If you care even a little bit about whether government officials have to answer to citizens who elect them, you must read the astonishing piece by the Philadelphia Inquirer’s Matt Katz about his experiences with the New Jersey board that deals with citizen and media requests for public information.
Turns out the board, all appointees of the governor, include a campaign contributor of current Gov. Chris Christie and two of his current government appointees. And what a surprise – in 44 appeals of cases where state agencies rejected requests for information, the board ruled in favor of the agencies 44 times.
That’s not all.
Katz describes going to meetings in which the board takes public votes on cases, but only the board members know what they’re voting on. There’s no public discussion of the issue and no one attending the meeting has any idea what’s been decided.
And these aren’t trivial matters. Katz writes:
The Department of Treasury recently wouldn’t provide me a copy of a completed $335,000 report that may have prompted Christie to pursue privatizing the $2.6 billion state lottery. And when the Department of Community Affairs recently sent out a news release announcing new rules for affordable housing, it didn’t attach the actual rules. Turns out those won’t be public until July. We’ll see.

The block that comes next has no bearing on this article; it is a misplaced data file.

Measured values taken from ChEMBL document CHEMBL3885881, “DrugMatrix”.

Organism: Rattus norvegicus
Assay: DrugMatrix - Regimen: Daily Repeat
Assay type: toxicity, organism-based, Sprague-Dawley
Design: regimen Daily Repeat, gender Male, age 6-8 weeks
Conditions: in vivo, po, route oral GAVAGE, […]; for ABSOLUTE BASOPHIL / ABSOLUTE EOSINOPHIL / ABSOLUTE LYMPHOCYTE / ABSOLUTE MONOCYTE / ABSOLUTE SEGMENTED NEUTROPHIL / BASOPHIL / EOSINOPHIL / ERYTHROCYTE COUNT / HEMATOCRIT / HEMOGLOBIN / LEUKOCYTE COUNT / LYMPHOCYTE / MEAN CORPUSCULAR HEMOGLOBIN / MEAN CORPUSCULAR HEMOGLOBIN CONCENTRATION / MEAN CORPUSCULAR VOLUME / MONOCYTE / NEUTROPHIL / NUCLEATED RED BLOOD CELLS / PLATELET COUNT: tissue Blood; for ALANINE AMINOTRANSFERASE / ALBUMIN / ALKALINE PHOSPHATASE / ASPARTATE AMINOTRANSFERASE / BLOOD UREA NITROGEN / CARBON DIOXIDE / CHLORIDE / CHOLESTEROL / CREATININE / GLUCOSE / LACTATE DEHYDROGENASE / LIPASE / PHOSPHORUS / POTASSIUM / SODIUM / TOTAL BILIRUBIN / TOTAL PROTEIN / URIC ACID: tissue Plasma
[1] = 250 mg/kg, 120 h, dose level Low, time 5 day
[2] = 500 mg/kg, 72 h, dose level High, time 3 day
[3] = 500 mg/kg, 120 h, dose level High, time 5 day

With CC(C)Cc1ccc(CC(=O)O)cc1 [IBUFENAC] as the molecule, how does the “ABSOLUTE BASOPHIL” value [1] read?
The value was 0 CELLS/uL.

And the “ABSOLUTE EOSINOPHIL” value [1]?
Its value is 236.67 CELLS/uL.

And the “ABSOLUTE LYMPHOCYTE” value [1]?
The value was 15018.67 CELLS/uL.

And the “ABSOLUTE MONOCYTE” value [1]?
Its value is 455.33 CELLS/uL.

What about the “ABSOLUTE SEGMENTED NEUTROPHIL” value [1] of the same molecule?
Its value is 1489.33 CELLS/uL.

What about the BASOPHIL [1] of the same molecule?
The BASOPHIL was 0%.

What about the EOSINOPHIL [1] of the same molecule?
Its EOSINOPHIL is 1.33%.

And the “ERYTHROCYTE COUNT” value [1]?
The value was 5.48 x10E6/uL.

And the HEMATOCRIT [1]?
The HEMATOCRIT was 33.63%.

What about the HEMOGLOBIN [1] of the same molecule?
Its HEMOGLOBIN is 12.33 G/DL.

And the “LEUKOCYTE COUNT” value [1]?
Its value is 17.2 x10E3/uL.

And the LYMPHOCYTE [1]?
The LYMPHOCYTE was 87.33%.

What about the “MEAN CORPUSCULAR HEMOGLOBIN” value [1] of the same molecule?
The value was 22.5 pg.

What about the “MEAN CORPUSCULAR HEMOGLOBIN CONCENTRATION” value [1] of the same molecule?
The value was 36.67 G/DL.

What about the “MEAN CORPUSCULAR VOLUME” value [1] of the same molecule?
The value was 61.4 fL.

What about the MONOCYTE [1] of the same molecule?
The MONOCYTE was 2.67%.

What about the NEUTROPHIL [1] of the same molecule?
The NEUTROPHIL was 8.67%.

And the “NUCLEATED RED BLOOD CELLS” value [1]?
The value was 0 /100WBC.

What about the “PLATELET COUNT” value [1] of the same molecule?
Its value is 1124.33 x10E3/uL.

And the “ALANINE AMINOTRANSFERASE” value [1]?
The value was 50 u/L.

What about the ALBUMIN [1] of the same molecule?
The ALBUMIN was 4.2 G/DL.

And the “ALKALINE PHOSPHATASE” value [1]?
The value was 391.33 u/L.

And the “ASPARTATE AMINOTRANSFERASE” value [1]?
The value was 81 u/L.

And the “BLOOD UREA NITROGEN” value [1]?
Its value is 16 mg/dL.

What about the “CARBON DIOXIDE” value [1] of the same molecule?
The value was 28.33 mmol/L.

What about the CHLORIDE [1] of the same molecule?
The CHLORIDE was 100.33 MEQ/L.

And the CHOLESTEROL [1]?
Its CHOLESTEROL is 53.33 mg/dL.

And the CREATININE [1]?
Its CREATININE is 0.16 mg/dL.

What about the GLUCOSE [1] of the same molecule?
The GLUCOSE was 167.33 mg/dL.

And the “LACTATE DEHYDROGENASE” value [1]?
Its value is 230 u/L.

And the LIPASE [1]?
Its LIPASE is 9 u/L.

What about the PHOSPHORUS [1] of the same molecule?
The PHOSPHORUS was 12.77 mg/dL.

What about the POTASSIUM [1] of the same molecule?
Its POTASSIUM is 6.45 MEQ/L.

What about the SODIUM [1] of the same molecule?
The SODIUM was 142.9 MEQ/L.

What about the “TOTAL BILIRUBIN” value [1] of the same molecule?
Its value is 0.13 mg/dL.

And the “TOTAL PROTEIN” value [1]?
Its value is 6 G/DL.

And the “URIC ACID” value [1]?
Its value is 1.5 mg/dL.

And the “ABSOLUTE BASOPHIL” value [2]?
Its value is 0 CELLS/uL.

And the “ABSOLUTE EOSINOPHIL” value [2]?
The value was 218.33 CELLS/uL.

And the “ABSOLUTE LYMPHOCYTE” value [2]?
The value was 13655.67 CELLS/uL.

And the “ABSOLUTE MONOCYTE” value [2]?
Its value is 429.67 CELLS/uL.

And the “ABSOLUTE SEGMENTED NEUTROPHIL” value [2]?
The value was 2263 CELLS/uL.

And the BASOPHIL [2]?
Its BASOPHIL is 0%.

In another case, the board wouldn’t let a guy from Essex County see documents detailing how a politically connected nonprofit got a six-figure grant, even though it had applied months after the deadline.
A lot of us worry these days about whether struggling media organizations will have the horses to cover what goes in statehouses, city halls and school boards across the country.
But their jobs are that much harder if the governments they cover hide what they’re doing.
Access to public information is a basic building block of democracy, and it’s clear changes are needed in the Garden State. That’s up to the legislature.